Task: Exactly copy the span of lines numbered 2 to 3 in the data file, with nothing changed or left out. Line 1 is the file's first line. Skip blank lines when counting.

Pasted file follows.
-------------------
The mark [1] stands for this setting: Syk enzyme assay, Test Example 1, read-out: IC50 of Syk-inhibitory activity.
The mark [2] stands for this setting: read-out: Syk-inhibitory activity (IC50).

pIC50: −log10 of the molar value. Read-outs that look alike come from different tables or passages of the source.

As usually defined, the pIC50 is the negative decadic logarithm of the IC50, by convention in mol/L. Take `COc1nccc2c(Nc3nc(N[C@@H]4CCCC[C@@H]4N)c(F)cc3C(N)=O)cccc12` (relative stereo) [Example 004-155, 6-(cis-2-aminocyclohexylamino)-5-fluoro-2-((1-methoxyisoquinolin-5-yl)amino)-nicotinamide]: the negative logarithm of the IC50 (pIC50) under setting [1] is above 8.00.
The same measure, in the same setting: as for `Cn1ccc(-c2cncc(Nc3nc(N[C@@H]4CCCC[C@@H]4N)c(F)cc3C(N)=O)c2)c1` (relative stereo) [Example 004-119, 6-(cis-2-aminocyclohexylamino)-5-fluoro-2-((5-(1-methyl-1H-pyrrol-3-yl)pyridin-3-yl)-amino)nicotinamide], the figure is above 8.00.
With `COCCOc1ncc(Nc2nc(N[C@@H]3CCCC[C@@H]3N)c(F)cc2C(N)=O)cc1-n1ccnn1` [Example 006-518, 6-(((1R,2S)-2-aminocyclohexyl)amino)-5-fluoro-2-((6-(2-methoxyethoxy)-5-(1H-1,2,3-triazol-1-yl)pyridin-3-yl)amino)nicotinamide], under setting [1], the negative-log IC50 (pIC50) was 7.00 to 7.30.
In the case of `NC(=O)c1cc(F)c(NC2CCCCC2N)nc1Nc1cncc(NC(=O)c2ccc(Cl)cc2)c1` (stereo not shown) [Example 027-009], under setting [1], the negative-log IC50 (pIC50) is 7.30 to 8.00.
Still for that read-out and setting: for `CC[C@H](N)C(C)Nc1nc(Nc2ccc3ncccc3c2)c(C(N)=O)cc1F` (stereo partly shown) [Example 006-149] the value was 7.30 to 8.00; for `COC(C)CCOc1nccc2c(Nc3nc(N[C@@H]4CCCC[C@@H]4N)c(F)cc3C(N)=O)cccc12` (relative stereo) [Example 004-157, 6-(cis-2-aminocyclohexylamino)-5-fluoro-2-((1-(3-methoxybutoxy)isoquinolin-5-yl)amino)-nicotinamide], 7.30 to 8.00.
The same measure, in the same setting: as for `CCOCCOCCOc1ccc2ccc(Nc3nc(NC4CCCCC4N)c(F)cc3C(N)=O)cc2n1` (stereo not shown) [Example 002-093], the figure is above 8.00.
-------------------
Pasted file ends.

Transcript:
The mark [2] stands for this setting: read-out: Syk-inhibitory activity (IC50).

pIC50: −log10 of the molar value. Read-outs that look alike come from different tables or passages of the source.